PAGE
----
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House and Senate give early approval to congressional fix, voters group issues warning

RedistrictOldNewFlorida House and Senate redistricting committees gave swift approval Friday to a proposed fix to the invalid congressional redistricting map hatched in private by legislative leaders and staff. 

The House Redistricting Committee voted along party lines to approve the map after rejecting an alternative drawn by Sen. Darren Soto, D-Orlando intended to remove the partisan advantage in Districts 7 and 10, held by U.S. Reps. John Mica, R-Orlando, and Dan Webster, R-Winter Garden.

Democrats joined with Republicans in the Senate and unanimously approved the fix that was created by House and Senate redistricting staff in private meetings with Senate Reapportionment Committee Chairman Bill Galvano, R-Bradenton, Rep. Richard Corcoran, R-Trinity, and their outside legal counsel.

The fix attempts to resolve the issues raised by Circuit Court Judge Terry Lewis when he threw out the congressional map and ordered Districts 5 and 10 to be redrawn. The proposalcleans up the meandering District 5, now held by U.S. Rep. Corrine Brown, D-Jacksonville, and slightly modifies District 10, held by U.S. Rep. Dan Webster, R-Winter Garden. 

Meanwhile, the League of Women Voters and Common Cause of Florida, which successfully sued to get the congressional map overturned, warned that the Legislature's repairs don't go far enough to satisfy the court's concerns and urged them to consider their proposed alternative.

"Map 9057 continues to use a minority-marginalizing relic of an era in which political gerrymandering was acceptable – now it is not,'' the voters groups wrote in a letter to House and Senate leaders.

District 5 "packs an excessive number of African Americans into a district marked by hooks, tentacles and appendages as it snakes through and splits every county from Jacksonville down to Orlando. By packing minorities into such a north-south district, CD 5 in Map 9057 destroys the ability to create an additional district with significant minority voting strength in Central Florida."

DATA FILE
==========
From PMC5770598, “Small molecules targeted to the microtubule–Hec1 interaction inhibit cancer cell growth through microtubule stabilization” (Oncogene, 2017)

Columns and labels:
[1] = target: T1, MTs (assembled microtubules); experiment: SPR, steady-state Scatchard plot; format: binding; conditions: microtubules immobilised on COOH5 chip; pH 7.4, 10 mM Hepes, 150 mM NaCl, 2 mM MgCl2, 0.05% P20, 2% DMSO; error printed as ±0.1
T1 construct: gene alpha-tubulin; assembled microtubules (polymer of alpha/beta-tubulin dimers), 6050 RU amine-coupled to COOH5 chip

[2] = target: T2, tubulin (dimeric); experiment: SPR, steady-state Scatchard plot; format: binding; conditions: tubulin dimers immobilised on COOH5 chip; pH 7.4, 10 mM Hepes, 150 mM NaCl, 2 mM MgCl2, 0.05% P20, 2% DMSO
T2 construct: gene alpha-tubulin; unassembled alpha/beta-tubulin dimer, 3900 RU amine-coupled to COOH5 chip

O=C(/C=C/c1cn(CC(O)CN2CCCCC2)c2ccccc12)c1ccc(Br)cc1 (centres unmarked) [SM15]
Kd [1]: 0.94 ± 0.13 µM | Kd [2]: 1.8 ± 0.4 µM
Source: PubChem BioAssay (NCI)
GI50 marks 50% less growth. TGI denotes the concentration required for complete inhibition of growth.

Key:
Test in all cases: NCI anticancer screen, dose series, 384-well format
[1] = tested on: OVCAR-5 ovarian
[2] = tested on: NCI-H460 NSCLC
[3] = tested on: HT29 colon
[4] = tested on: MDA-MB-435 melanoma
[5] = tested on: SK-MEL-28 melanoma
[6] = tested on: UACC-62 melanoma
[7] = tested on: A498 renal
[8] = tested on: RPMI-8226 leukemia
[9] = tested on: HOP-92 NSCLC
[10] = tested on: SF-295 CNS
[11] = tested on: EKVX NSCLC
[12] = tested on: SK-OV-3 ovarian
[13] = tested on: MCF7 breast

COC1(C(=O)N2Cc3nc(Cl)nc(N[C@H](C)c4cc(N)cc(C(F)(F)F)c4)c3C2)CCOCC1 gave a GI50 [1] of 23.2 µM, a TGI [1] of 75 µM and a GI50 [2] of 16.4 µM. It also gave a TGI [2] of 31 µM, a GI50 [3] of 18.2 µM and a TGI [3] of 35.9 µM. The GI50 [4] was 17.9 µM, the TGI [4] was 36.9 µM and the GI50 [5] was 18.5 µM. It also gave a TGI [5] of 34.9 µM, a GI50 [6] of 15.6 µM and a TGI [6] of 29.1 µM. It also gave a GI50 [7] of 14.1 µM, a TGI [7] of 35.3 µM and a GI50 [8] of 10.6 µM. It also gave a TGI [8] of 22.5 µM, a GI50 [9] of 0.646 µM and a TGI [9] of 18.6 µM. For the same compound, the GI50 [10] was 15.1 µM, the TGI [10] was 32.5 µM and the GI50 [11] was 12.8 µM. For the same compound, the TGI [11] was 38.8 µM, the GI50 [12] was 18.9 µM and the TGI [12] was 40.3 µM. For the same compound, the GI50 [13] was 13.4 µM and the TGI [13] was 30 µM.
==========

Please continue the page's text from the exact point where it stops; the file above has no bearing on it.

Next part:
They offered an alternative map that creates a minority district along the east-west corridor of the top of the state and which, they said, will create the opportunity for two black to be elected to Congress from north and central Florida instead of one. 

But the proposal has been rejected by the leadership of the NAACP and no Democrats in the House or Senate have offered it as an alternative to the GOP proposal.  Download 2014 08-08 LOWV Letter to Weatherford and Gaetz re 9057.docx

Graphic: Comparision of current congressional districts and the proposed change in C9057 by Ron Brackett, Tampa Bay Times

The GOP proposal, however, drew praise even from Senate Democrats on the committee and members of the NAACP. (http://www.flsenate.gov/Session/Bill/2014A/0002A)

 “It seems like you’ve done your homework and done it well,” Sen. Bill Montford, D-Tallahassee, told Galvano. 

Whitfield Jenkins, the former president of the Marion County NAACP, said District 5 secures the ability for African-Americans to get elected. Significantly altering it would prevent that from happening, he said.

Beverlye Colson Neal, the former executive director of the NAACP Florida Conference, said reducing the number of black voters would disenfranchise the same voters.

 “These voters will be placed in districts where they are outnumbered by whites,” Neal told the committee. “African Americans are a fragile community and the least bit of disenfranchisement will keep them away from the polls.”

 Neal conceded that she didn’t favor the fair districts amendment in the first place.

 “It wasn’t fair to ask African-Americans,” Neal said.

Sen. Audrey Gibson, D-Jacksonville, a former legislative aide to U.S. Rep. Brown, said she wanted to make sure not too many black voters were removed from District 5.

“When I look back at the numbers, it doesn’t appear to be egregious,” Gibson said. “I’ll probably crunch them over the weekend. I just want to make sure it continues to be a district that those constituents can have a representative of their choosing, collectively.”

Sen. David Simmons, R-Altamonte Springs, gave a full-throated defense of the original map and the new proposed map. 

“It’s an excellent proposal that we should all be supporting,” he said of the new map.

 “There’s a misunderstanding of what Fair Districts do. It’s a constitutional reaffirmation of the Voting Rights Act. We are prohibited from diminishing the ability of minorities from electing representatives of their choice. I believe the League of Women Voters has thoroughly misapplied fair districts.” 

Later he called out the Florida League of Women Voters for not commenting on the maps or proposing one of its own. 

“They should be here,” Simmons said. “They’re not here. They had the opportunity to be here.”

Actually, a representative with the group was there taking notes. She referred all questions to Deirdre Macnab, the group’s president who had sent a letter to House Speaker Will Weatherford and Senate President Don Gaetz earlier in the week, offering an alternate map and urging them to have it filed by a member of the Legislature.

In a letter to the leaders on Friday, Macnab and Peter Butzin of Common Cause said the Legislative map “makes only minor changes to the enacted map by eliminating the incursion into SeminoleCounty by Congressional District (“CD”) 5 and the finger-shaped appendage in CD 10" but retains the original District 5 which she called the "relic of an era in which political gerrymandering was acceptable."

Staff writer Michael Van Sickler contributed to this report.